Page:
In 2003, Keng Sen created a work that premiered in Vienna in April. It is entitled The Myths of Memory, which included The Continuum; and a new piece with Austrian and German performers based on the ongoing Milosevic trails. He developed The Global Soul – The Buddha Project which premiered in June 2003 in Berlin and Singapore. The Global Soul is a meditation about travel - time travel, travels in our imagination, travels in our heart, travels to find the meaning of life, travel in our memory, normal travel for business, for leisure. It embraces the tales of Buddha, jet lag, airports, global currency, butoh, liyuan opera, Korean court songs and a contemporary soundscape. The production also completed its European tour to Zurich and Rotterdam recently.

Keng Sen is curator and co-artistic director of In Transit, an annual three-week festival in Berlin that debuted in June 2002. The Flying Circus Project made its first European appearance at the festival. A Fulbright Scholar, he was recently artist-in-residence at the New York University Asian Pacific and American Studies Programme/Institute. In addition, he serves on the International Council of The Asia Society of New York and has been the recipient of fellowships from the Japan Foundation, the British Council, the German Academic Exchange Service (DAAD) in Berlin and the Asian Cultural Council (New York).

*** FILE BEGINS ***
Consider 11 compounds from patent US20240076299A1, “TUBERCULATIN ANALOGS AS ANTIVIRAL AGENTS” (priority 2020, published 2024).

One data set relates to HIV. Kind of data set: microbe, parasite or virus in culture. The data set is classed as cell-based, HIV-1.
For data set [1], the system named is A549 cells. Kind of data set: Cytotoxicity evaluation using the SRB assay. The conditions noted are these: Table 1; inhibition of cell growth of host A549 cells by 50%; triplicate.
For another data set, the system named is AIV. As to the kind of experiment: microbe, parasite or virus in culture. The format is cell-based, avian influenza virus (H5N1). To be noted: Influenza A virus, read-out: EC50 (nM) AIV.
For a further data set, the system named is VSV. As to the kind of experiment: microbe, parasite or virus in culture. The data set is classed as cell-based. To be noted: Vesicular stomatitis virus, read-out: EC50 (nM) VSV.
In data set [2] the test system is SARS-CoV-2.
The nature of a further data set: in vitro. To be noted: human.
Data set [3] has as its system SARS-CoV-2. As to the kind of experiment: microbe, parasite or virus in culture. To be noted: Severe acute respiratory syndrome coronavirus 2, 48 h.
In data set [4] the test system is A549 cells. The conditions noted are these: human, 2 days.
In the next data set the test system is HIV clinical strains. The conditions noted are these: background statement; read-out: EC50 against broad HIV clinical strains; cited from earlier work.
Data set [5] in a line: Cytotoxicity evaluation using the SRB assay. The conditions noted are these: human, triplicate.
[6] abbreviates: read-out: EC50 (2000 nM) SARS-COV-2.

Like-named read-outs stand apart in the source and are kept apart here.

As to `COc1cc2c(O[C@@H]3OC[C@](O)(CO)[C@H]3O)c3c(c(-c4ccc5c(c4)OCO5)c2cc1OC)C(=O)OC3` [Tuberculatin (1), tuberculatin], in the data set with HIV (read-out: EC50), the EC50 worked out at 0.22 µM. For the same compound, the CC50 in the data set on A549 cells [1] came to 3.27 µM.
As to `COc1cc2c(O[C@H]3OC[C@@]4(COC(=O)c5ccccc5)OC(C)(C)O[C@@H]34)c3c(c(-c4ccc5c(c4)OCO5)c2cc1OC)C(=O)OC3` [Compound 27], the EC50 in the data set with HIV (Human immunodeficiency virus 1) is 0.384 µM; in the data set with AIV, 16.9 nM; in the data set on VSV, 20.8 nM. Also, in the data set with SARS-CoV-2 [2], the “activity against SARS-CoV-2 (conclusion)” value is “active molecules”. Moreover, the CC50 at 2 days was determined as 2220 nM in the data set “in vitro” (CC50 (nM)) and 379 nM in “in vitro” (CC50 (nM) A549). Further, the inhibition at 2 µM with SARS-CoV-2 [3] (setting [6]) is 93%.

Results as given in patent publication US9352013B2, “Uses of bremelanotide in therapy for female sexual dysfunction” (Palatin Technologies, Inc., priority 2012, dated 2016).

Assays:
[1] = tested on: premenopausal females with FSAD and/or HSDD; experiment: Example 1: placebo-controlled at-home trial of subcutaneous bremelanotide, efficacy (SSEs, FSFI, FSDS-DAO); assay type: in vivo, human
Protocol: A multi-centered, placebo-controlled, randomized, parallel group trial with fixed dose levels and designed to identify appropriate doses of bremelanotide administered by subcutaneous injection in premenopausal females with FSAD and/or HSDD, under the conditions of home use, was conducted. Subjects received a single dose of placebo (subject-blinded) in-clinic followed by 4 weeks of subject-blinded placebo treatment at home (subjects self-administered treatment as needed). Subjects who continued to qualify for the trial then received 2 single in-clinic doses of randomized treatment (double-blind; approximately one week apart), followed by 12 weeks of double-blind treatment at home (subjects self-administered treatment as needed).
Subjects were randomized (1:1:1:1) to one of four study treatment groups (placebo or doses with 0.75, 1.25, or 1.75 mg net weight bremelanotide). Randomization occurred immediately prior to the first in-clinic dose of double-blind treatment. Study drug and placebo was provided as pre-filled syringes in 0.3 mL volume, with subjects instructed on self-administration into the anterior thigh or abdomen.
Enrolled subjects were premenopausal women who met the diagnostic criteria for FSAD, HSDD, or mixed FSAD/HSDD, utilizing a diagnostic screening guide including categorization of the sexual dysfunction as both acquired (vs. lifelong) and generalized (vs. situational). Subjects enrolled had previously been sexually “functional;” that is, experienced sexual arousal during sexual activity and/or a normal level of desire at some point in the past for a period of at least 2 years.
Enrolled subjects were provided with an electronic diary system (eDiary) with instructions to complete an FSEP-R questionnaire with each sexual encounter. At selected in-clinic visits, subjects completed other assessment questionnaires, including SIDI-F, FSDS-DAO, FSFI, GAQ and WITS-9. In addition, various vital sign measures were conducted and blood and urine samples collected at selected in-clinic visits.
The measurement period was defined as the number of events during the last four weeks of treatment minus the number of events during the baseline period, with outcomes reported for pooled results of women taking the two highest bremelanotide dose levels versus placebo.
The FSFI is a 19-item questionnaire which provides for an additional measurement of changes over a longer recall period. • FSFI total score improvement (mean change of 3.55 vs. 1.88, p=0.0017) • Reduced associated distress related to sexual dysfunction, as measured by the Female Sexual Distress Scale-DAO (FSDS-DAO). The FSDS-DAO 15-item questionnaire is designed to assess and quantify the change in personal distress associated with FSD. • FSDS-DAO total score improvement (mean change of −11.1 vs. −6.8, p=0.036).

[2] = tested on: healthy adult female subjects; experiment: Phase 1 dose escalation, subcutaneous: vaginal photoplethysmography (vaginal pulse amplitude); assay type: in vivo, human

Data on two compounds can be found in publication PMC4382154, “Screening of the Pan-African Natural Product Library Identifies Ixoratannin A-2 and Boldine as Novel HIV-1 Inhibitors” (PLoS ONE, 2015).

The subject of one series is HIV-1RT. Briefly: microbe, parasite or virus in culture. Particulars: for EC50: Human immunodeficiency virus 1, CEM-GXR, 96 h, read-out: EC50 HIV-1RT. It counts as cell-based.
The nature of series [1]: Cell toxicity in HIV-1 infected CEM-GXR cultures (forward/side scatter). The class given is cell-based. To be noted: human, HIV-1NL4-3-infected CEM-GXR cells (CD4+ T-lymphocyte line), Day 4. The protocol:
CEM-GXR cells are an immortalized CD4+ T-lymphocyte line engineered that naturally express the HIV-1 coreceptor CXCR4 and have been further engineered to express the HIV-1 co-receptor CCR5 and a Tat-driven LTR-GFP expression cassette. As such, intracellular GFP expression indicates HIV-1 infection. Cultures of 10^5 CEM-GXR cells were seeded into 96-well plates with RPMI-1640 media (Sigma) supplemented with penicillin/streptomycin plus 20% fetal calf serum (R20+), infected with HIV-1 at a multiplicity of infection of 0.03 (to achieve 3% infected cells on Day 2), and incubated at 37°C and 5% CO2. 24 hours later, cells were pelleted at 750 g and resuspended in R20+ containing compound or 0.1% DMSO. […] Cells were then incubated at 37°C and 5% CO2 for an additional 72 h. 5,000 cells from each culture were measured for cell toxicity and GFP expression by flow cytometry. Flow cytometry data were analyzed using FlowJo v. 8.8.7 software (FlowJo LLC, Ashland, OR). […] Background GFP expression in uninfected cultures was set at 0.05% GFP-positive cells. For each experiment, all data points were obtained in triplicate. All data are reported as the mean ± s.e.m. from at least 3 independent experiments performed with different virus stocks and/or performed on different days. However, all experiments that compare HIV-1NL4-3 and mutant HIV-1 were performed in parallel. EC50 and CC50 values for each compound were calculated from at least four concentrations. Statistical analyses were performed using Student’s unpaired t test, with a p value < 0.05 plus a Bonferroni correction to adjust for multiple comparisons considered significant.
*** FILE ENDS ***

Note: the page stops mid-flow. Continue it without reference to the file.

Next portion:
He is the first Singapore artist to have received both the Young Artist Award (1992) and the Cultural Medallion Award (2003) for Singapore.


Composed by
Jonathan Mills

Jonathan Mills is a prominent Australian composer and Artistic Director. He studied composition with Peter Sculthorpe in Sydney and piano and composition with Lidia Arcuri-Baldecchi in Italy.